Usually our meals are pretty routine. It's not that we won't try new things. It's just that our choices are restricted by what's for sale, and that's usually limited to what people will buy. It often feels like our food supply is geared to the lowest common denominator. That doesn't normally bother me. There's safety and ease in going with what you know, but sometimes it's nice to break the routine. In the week before my digestive meltdown I had the opportunity leap out of my dietary rut on two occasions.
My book club met that Wednesday. We managed to talk about the book, but only after we discussed the seasonal appetizer our hostess served. She had set out two shallow dishes containing damp, green, wavy...stuff. It was actually rather pretty, and at first I didn't realize it was meant to be eaten. When she explained what it was I was a bit skeptical. I tried it anyway. After all, she had waded into the cold March ocean to collect it for us, she had rinsed it repeatedly to remove all the grit, and she was organized enough to marinate it in soy sauce and rice vinegar in advance. I figured that kind of effort deserved at least a taste on my part.
I selected a piece, tried to forget I was eating herring roe on seaweed, or spawn on kelp (SOK for short) as I later discovered it is generally called, and gave it a go. It tasted like the beach smells; like oyster guts. It wasn't spit-it-out gross, but I wasn't quite sure I liked it. I pondered the flavour for a while, then tried another piece.
That second trial was the charm. In a Green-Eggs-and-Ham-esque moment I discovered I do like spawn on kelp. I do! I had to restrain myself from gobbling up every piece on the plate. The only things stopping me were my manners and my caution when trying new foods. I don't like to overdo on the chance that there may be strange reactions later. I woke feeling fine the next day, which probably led to my brave, weedy choice at the whole-foods store.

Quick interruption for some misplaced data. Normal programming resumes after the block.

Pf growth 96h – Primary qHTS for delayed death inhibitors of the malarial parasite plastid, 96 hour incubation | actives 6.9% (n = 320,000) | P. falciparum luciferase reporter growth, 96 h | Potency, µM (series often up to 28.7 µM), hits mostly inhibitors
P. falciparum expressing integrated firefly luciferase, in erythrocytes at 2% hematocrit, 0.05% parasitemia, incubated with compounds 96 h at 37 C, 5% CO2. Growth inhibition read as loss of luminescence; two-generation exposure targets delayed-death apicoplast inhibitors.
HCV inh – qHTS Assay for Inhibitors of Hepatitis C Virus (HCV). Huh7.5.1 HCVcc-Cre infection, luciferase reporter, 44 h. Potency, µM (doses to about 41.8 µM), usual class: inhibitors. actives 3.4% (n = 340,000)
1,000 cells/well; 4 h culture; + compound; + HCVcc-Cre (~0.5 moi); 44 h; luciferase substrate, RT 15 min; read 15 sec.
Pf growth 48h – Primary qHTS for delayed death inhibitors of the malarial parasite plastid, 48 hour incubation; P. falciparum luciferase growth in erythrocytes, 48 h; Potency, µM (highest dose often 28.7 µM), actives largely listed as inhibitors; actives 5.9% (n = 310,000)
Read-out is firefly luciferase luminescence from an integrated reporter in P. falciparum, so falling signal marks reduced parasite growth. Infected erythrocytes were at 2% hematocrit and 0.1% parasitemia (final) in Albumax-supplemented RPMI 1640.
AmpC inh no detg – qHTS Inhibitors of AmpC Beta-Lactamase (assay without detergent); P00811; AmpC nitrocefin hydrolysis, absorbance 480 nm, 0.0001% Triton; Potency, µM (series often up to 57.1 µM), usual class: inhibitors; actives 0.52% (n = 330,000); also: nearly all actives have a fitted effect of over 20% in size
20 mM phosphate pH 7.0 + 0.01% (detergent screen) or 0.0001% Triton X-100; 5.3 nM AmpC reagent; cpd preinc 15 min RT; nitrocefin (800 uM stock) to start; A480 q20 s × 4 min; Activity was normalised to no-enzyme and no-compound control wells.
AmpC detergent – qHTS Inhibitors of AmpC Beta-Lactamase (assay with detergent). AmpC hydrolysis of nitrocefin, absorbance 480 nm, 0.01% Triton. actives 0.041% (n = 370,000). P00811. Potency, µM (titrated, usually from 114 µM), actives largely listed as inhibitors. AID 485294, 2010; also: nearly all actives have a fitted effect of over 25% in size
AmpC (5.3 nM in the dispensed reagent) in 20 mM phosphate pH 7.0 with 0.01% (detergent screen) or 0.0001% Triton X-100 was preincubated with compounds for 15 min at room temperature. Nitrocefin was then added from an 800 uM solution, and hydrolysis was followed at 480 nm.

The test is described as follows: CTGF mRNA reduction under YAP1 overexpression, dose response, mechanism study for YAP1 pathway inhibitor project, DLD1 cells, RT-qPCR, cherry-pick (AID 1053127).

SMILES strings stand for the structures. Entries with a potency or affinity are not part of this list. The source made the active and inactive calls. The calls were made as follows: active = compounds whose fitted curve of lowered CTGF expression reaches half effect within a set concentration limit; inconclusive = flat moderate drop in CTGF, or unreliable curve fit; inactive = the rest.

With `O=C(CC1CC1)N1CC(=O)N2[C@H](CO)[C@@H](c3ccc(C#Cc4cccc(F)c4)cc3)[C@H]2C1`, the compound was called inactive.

Actually, my choice wasn't that brave. I had accidentally tried nettles last spring. I say accidentally because I didn't really choose the nettles. They arrived in my vegetable bin, and as I don't like to waste food I had to use them. It took some research and a few phone calls to figure out how to prepare them, but once I tried them I was hooked.
As a result, it hardly felt adventurous when, on the morning after my SOK experience, I bought nettles. On purpose. They went into risotto. I was so pleased with my daring dish that I was inspired to harvest some dandelion leaves from the yard for salad.
It's a good thing the risotto turned out well, as I made enough for 6 hungry people. You can see why, when I started to feel ill, my first thought was to blame my diet. How often do you eat weeds on 4 out of 7 days? I was relieved when I returned to work and discovered that several others had succumbed to the same stomach bug. Selfish, I know, but having just discovered these wild and weedy culinary delights I'm not anxious to give them up.